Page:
I like to go around and take my own pictures. In this way I will always render an original scene, most often almost impossible to recreate no matter how hard you would try; the flow of the city is constantly changing. Whenever I see something that has potential, I take a shot. The scene in ‘Another working day’ is an exception. There, I was aiming at taking a picture of The Shard in London. It turned out dull and grey when suddenly I realised that something much more interesting was going on along the street! That is the story of how that piece was born.
I have only made four pieces, so far. The original plan was to make many more and showcase them all together during an exhibition. Unfortunately, or should I say luckily, I sold them all very quickly!
The plan to make an entire series still stands, I just need to have the patience to collect them and not show them before they are all ready.
Do you draw your images before you begin the mosaic or do you lay the glass over the photo?
I usually draw my images. I trace the outline of a photo to keep the right proportions and adjust, smooth or remove some details before I start with the mosaic part.
You also make jewellery in which you incorporate mosaics. When did you start making jewellery?
It started long time ago, when I took a course in fused glass and lamp beads. Myself I am a big fan of eccentric, odd pieces. Something that makes a statement and can be worn easily without worries. When it comes to incorporate mosaic, I smooth the edges as much as I can to avoid accidental cuts on the skin or damages on fabrics. To enhance the artistic part of a jewel, it is crucial to pay attention to details; from the finishing of the findings to the length of a chain or cord. Some details are the same to give consistency to a collection, but each piece has a special detail that makes it unique.
Your mosaics are made of decorative glass and also smalti. Do you have a preference as to which material you use? And where did you learn to use a hammer and hardie?
It depends from the kind of project I have in mind. Decorative glass is the first love, the one I used the very first time. I can cut it very quickly and get any kind of shape I want; also the colour palette is very rich in gradient shades, so it allows me to give that illusion of a brush stroke I am looking for. I love the roughness of smalti; their thickness gives me the chance to work on three-dimensions. I am less familiar with natural stones and marbles; I have recently started to experiment with them, but so far, I really like them. They are the original material used since the appearance of the first mosaics in history.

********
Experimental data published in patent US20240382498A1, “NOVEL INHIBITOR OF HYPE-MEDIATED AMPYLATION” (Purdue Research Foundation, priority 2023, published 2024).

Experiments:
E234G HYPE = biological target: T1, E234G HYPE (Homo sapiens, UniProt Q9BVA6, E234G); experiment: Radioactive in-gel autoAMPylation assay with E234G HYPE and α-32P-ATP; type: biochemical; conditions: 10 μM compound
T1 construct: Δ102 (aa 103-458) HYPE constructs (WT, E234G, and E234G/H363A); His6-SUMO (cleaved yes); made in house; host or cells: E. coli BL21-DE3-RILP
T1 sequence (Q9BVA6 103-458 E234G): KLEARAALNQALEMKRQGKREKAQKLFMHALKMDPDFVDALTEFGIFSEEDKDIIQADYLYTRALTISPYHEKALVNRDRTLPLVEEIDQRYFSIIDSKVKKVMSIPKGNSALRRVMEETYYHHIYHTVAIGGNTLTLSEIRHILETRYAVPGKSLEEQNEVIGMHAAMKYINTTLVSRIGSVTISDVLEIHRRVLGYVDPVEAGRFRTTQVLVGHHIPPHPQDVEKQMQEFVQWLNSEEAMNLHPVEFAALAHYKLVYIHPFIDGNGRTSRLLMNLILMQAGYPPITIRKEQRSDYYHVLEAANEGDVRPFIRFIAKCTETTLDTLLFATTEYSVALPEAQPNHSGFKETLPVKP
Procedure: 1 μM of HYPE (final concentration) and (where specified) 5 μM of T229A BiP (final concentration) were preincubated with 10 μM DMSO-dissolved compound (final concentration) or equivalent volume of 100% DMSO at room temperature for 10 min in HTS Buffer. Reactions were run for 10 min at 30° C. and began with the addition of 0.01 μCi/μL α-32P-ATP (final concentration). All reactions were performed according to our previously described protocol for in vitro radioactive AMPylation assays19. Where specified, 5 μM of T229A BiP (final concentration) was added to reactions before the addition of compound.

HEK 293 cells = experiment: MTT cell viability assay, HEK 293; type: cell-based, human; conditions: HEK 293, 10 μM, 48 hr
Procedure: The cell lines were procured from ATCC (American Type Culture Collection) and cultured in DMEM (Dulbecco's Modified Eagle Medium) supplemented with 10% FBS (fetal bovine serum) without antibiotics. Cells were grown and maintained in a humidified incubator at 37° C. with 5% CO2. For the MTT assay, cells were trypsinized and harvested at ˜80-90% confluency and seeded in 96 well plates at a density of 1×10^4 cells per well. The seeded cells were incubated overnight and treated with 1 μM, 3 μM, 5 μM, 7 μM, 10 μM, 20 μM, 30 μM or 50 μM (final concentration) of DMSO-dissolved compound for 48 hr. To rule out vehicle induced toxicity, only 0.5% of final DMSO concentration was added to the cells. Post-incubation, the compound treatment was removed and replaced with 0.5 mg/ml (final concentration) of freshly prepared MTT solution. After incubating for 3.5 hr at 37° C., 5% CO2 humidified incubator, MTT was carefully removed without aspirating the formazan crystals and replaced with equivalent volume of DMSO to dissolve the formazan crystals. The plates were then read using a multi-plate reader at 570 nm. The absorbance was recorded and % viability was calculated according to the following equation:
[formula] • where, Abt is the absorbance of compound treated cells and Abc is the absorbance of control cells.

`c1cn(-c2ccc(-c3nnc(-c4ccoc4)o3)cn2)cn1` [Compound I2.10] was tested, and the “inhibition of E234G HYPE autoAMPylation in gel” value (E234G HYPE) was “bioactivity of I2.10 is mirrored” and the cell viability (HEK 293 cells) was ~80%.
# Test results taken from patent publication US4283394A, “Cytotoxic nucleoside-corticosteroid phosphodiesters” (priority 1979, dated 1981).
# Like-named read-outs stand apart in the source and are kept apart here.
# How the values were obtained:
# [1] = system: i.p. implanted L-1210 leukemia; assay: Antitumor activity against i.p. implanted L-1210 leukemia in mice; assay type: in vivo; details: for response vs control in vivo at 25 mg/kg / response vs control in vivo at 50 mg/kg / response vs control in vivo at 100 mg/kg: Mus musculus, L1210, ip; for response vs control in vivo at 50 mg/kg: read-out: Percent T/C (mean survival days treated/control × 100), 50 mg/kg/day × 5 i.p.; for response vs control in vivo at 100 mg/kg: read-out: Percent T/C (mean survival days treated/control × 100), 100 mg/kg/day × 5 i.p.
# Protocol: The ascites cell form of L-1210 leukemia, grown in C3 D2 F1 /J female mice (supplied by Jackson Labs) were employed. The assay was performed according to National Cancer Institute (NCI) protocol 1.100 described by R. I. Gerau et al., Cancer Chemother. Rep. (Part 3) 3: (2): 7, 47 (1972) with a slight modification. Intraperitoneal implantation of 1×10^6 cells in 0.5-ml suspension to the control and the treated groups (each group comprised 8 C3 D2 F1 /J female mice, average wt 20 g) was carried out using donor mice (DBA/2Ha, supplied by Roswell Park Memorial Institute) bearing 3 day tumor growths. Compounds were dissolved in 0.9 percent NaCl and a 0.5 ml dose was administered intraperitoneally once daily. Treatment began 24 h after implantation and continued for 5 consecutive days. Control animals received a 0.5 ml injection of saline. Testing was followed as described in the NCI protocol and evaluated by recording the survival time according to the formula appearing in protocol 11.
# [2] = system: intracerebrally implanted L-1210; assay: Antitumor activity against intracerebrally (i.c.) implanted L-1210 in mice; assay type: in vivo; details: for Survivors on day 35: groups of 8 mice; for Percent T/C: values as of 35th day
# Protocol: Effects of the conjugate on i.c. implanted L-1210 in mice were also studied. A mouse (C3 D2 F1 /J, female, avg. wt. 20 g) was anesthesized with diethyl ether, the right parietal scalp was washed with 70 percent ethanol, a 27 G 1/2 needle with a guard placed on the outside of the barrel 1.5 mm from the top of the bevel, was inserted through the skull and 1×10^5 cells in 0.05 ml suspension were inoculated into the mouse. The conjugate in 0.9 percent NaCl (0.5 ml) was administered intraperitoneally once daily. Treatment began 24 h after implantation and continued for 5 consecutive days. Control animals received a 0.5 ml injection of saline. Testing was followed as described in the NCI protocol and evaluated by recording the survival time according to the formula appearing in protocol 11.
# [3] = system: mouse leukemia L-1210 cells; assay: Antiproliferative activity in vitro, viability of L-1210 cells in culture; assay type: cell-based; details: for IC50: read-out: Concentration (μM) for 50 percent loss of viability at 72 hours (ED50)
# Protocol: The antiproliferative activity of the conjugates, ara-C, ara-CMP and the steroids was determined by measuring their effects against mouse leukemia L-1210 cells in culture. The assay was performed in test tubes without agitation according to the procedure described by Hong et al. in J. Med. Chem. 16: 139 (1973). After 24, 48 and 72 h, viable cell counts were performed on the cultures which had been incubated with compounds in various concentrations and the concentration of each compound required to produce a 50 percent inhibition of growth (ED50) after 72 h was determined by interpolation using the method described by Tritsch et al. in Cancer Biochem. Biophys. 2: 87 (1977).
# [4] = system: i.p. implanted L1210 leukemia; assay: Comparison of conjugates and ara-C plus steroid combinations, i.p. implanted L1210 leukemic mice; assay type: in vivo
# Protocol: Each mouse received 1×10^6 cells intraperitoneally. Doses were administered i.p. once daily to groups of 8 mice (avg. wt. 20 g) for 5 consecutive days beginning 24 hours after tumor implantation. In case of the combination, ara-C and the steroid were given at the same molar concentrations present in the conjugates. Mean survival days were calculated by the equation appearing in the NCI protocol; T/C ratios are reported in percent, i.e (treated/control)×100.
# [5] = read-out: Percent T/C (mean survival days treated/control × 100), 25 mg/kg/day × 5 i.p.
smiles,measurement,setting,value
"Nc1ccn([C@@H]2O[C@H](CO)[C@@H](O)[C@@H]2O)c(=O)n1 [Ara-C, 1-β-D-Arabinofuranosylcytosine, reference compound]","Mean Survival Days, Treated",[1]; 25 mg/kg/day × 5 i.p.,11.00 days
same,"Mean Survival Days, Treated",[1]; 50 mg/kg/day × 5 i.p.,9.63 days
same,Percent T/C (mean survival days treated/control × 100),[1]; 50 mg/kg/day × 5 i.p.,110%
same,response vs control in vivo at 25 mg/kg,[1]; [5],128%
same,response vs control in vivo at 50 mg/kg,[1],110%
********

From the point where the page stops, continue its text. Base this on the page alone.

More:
I went to Orsoni in Venice and attended a workshop to learn how to work with a hammer and hardie. It was a wonderful experience to live and work in the same spot of the factory. I warmly recommend it!
I’ve seen you’ve contributed a piece to Carrie Reichardt’s famous mosaic house, which I’ve only seen online. How did you come to create a piece for the house?
I have been following Carrie’s work since many years, being both part of BAMM, so when she put out a ‘call for artists’ to help her finish the house, I was happy to join. Unfortunately, I didn’t have the possibility to go there and help in person, but I sent a couple of ‘alien eyes’. I worked on a mesh, using vitreous tiles and luminescent glass tiles. I called them ‘alien’ because they glow in the dark! I look forward to finally seeing The Mosaic House next time I am in London.
And now for those questions I ask of every artist! Is there a mosaic artist you really admire? Or more than one?
There are many contemporary mosaic artists I admire, and it wouldn’t be fair to name only one or two. There are those who treat their motives in a very interesting way, some who can combine different materials with astonishing results, other have a quirky sense of humour that I love. Our community is full of great, talented people!
And is there a mosaic that stopped you in your tracks and gave you that ‘Wow!’ moment?
Yes, without a doubt is the Basilica di San Vitale in Ravenna.
What are you working on at the moment?
I am currently preparing a presentation about the significance of mosaic in art, plus some workshops for the upcoming seasonal courses at ‘Folkuniversitet’ in Lund. There will also be a collective exhibition in April 2020 with the art group I am part of and for which I am the only mosaic artist. I need to prepare some new pieces.
And plans for the future?
I am in the beginning of my studies in Archaeology and Ancient History at Lund University; I will spend the next few months in the company of ancient Greeks and Romans… more classical art and more mosaics to study among other things! Besides continuing with more exhibitions, another plan for the future is to take a course at the Mosaic School in Spilimbergo. I want to learn more about materials and techniques.
Claudia, good luck with your studies and thank you for speaking with me.